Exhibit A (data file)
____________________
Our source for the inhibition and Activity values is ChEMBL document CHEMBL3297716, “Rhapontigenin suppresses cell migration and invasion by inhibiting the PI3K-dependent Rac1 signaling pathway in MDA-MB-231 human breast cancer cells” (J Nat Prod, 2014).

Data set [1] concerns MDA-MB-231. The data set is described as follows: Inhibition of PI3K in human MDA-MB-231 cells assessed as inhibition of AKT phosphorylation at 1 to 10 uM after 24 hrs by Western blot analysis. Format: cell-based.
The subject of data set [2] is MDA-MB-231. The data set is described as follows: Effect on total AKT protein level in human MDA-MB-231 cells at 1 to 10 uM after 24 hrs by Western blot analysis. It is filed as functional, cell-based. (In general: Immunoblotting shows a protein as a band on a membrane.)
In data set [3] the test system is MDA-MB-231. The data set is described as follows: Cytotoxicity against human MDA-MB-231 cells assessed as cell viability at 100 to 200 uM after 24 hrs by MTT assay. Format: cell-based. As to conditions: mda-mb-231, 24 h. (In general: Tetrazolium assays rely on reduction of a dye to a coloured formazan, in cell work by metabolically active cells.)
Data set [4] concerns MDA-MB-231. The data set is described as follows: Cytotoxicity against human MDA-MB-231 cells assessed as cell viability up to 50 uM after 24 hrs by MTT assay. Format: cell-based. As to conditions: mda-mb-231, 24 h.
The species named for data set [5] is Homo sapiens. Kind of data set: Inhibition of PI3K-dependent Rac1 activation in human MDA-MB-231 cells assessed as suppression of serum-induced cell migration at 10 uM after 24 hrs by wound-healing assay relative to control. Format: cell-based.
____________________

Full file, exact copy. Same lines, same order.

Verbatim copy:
Our source for the inhibition and Activity values is ChEMBL document CHEMBL3297716, “Rhapontigenin suppresses cell migration and invasion by inhibiting the PI3K-dependent Rac1 signaling pathway in MDA-MB-231 human breast cancer cells” (J Nat Prod, 2014).

Data set [1] concerns MDA-MB-231. The data set is described as follows: Inhibition of PI3K in human MDA-MB-231 cells assessed as inhibition of AKT phosphorylation at 1 to 10 uM after 24 hrs by Western blot analysis. Format: cell-based.
The subject of data set [2] is MDA-MB-231. The data set is described as follows: Effect on total AKT protein level in human MDA-MB-231 cells at 1 to 10 uM after 24 hrs by Western blot analysis. It is filed as functional, cell-based. (In general: Immunoblotting shows a protein as a band on a membrane.)
In data set [3] the test system is MDA-MB-231. The data set is described as follows: Cytotoxicity against human MDA-MB-231 cells assessed as cell viability at 100 to 200 uM after 24 hrs by MTT assay. Format: cell-based. As to conditions: mda-mb-231, 24 h. (In general: Tetrazolium assays rely on reduction of a dye to a coloured formazan, in cell work by metabolically active cells.)
Data set [4] concerns MDA-MB-231. The data set is described as follows: Cytotoxicity against human MDA-MB-231 cells assessed as cell viability up to 50 uM after 24 hrs by MTT assay. Format: cell-based. As to conditions: mda-mb-231, 24 h.
The species named for data set [5] is Homo sapiens. Kind of data set: Inhibition of PI3K-dependent Rac1 activation in human MDA-MB-231 cells assessed as suppression of serum-induced cell migration at 10 uM after 24 hrs by wound-healing assay relative to control. Format: cell-based.